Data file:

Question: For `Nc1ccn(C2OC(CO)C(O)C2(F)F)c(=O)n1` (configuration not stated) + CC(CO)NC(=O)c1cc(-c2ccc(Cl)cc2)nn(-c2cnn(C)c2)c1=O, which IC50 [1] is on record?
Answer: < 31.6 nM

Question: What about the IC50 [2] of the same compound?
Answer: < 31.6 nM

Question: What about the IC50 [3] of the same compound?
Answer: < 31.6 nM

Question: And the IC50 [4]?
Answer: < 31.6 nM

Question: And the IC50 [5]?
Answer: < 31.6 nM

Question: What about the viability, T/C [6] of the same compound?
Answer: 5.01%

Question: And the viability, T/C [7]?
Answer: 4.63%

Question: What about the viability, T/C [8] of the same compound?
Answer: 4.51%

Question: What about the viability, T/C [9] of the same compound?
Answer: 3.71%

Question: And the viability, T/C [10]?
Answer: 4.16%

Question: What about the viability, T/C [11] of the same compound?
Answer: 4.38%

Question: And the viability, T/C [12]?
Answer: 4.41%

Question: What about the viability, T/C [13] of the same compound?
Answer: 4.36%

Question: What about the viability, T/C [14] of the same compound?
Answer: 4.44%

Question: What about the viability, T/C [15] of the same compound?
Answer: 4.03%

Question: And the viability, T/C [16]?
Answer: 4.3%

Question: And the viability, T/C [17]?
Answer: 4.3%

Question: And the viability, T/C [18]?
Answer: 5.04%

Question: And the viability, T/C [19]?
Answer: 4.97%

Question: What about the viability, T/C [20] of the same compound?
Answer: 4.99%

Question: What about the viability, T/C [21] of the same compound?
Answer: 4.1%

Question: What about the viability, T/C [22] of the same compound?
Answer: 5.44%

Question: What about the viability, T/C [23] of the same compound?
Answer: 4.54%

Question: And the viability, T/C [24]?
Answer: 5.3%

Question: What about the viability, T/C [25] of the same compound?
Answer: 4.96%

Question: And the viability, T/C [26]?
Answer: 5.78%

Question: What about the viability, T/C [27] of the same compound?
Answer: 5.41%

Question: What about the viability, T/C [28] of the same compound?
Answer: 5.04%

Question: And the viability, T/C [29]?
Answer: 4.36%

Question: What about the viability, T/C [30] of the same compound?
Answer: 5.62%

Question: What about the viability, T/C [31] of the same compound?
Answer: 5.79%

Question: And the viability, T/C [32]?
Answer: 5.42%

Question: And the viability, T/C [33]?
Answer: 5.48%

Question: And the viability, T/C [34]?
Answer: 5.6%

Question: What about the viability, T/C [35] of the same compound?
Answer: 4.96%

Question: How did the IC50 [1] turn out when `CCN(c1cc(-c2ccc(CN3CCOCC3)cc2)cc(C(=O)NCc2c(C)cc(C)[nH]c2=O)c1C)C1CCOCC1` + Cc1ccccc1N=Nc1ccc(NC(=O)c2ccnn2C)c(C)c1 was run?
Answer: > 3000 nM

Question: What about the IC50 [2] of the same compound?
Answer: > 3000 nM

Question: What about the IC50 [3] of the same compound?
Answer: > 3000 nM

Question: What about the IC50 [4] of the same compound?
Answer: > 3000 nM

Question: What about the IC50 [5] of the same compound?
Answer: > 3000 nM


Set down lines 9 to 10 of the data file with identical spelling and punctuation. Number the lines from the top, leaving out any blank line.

Question: And the IC50 [5]?
Answer: < 31.6 nM